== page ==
Thanks again to Tim Brassell and those participating in the conversation on his Facebook page. We need more of this to sharpen us all up!
Martin

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Thursday, December 15, 2011

T.F. Torrance: The Vicarious Humanity of Jesus Christ, pt. 12

Evangelism

For Torrance (1992:92, 93), Jesus Christ must take centre stage when the Gospel is proclaimed. Noting Jesus’ teaching that we must deny ourselves to follow him, and that we must lose our own lives for his sake (Mt 16:24, 25), Torrance writes:
Face to face with Christ all would-be followers find themselves called into radical question, together with their preconceptions, self-centred desires and self-will, for to have him as Lord and Saviour means that he takes their place in order to give them his place.
Giving centre place to Jesus Christ is made difficult, however, by the “unevangelical” way in which the Gospel is often preached, for the call to repentance and faith seems to turn its hearers back upon their own faith and obedience rather than that of Jesus Christ. Torrance (1992:93) continues:
There is, then, an evangelical way to preach the Gospel and an unevangelical way to preach it. The Gospel is preached in an unevangelical way, as happens so often in modern evangelism, when the preacher announces: This is what Jesus Christ has done for you, but you will not be saved unless you make your own personal decision for Christ as your Saviour. Or: Jesus Christ loved you and gave his life for you on the Cross, but you will be saved only if you give your heart to him.
Torrance describes this “unless,” “if” form of evangelism as a doctrine of “conditional” grace which “belies the essential nature and content of the Gospel as it is in Jesus” by telling “poor sinners” that the final responsibility for their salvation is transferred from the shoulders of the Lamb of God to their own shoulders. This conditional or legalist proclamation may lead sinners to doubt their salvation, notes Torrance, for if the chain that binds them to God in Jesus Christ has for even one of its links their own weak faith, then the integrity of the entire chain is in question. Because they are aware that the very self that is being called upon to make a decision for Christ is in need of salvation, the Gospel is not really “good news” for them unless it is announced that Jesus Christ, in his unconditional love, has put the human self on an entirely different basis by replacing it with his own vicarious faith and obedience (Torrance, 1992:93).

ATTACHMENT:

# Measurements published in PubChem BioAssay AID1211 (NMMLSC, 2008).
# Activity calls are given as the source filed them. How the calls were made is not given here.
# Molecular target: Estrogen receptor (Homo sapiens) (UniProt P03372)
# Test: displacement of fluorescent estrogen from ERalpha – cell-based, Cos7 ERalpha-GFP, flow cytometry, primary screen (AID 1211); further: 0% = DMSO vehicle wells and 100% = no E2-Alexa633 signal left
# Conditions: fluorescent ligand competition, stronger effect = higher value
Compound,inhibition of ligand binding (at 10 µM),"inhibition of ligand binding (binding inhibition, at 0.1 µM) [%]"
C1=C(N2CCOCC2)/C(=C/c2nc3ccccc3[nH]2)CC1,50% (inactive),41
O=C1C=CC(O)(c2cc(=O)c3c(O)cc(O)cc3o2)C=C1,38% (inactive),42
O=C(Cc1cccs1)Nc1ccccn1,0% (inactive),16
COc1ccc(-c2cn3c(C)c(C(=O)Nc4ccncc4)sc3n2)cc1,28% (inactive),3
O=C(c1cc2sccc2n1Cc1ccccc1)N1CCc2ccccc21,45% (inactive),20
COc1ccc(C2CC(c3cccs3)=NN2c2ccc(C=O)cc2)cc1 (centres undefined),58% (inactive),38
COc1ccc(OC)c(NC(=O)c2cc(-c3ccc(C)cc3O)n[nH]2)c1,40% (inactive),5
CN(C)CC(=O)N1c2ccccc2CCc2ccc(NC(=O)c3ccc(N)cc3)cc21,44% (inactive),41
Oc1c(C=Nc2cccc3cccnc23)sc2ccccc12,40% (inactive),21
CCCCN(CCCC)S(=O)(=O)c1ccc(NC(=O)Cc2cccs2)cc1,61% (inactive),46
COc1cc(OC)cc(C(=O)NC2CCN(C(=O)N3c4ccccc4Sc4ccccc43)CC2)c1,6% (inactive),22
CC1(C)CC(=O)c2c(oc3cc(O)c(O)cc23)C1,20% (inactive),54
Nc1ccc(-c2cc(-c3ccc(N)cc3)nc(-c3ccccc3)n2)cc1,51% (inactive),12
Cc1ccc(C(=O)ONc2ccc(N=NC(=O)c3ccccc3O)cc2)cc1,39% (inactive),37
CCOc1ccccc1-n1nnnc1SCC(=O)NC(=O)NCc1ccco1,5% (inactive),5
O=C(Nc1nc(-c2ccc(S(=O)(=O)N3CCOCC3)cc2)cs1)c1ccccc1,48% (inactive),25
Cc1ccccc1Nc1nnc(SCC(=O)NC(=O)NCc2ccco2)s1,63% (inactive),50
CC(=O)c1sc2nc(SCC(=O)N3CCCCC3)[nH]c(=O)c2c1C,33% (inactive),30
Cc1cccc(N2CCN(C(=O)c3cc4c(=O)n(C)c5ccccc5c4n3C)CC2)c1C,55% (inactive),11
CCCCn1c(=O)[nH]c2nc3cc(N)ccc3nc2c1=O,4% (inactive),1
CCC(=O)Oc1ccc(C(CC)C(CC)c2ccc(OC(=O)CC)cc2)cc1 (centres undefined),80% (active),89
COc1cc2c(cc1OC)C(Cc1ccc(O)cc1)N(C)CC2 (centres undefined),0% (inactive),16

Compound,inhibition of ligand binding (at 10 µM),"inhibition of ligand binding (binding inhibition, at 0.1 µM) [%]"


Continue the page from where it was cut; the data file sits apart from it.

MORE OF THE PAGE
Comment: Modern evangelicalism proclaims a conditional “gospel”: If you repent, you will be saved. To the contrary, the apostolic/Patristic kerygma (proclamation) is unconditional: You have been, are being, and will be saved by Jesus Christ; therefore, repent (2Cor 5:14-21). Repentance is not a requirement for salvation; it is a response to it. As the Apostle Paul argues, you are reconciled to God; therefore, be reconciled!
For Torrance (1992:94), the Gospel can only be preached in a genuinely evangelical way “when full and central place is given to the vicarious humanity of Jesus as the all-sufficient human response to the saving love of God which he has freely and unconditionally provided for us.” According to Torrance, the Gospel is preached evangelically as follows: